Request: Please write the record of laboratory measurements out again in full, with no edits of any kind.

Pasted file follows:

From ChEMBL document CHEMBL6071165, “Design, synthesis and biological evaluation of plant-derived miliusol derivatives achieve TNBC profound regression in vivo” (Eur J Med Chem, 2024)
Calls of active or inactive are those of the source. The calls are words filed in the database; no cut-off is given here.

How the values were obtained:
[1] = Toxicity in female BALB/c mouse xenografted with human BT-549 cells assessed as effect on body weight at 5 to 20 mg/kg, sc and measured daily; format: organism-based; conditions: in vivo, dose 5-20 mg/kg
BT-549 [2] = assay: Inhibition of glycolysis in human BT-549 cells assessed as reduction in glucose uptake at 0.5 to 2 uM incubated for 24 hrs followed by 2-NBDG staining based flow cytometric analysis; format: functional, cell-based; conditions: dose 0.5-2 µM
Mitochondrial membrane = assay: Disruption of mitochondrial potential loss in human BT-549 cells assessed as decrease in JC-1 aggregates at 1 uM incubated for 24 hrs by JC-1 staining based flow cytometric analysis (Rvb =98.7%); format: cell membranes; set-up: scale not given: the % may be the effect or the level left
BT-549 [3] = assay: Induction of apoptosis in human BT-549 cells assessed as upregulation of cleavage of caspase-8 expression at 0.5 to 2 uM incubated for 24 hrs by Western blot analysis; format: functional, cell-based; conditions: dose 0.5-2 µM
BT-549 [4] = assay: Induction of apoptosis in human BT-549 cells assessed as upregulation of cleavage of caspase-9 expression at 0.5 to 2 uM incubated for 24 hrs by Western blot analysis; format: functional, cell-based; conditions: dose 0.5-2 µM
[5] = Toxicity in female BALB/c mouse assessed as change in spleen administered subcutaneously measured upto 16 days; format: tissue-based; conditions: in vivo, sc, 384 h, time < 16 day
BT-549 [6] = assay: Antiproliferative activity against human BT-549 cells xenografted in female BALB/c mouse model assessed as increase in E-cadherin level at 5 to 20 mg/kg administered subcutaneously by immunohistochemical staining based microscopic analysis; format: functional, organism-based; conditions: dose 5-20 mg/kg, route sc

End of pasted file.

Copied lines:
From ChEMBL document CHEMBL6071165, “Design, synthesis and biological evaluation of plant-derived miliusol derivatives achieve TNBC profound regression in vivo” (Eur J Med Chem, 2024)
Calls of active or inactive are those of the source. The calls are words filed in the database; no cut-off is given here.

How the values were obtained:
[1] = Toxicity in female BALB/c mouse xenografted with human BT-549 cells assessed as effect on body weight at 5 to 20 mg/kg, sc and measured daily; format: organism-based; conditions: in vivo, dose 5-20 mg/kg
BT-549 [2] = assay: Inhibition of glycolysis in human BT-549 cells assessed as reduction in glucose uptake at 0.5 to 2 uM incubated for 24 hrs followed by 2-NBDG staining based flow cytometric analysis; format: functional, cell-based; conditions: dose 0.5-2 µM
Mitochondrial membrane = assay: Disruption of mitochondrial potential loss in human BT-549 cells assessed as decrease in JC-1 aggregates at 1 uM incubated for 24 hrs by JC-1 staining based flow cytometric analysis (Rvb =98.7%); format: cell membranes; set-up: scale not given: the % may be the effect or the level left
BT-549 [3] = assay: Induction of apoptosis in human BT-549 cells assessed as upregulation of cleavage of caspase-8 expression at 0.5 to 2 uM incubated for 24 hrs by Western blot analysis; format: functional, cell-based; conditions: dose 0.5-2 µM
BT-549 [4] = assay: Induction of apoptosis in human BT-549 cells assessed as upregulation of cleavage of caspase-9 expression at 0.5 to 2 uM incubated for 24 hrs by Western blot analysis; format: functional, cell-based; conditions: dose 0.5-2 µM
[5] = Toxicity in female BALB/c mouse assessed as change in spleen administered subcutaneously measured upto 16 days; format: tissue-based; conditions: in vivo, sc, 384 h, time < 16 day
BT-549 [6] = assay: Antiproliferative activity against human BT-549 cells xenografted in female BALB/c mouse model assessed as increase in E-cadherin level at 5 to 20 mg/kg administered subcutaneously by immunohistochemical staining based microscopic analysis; format: functional, organism-based; conditions: dose 5-20 mg/kg, route sc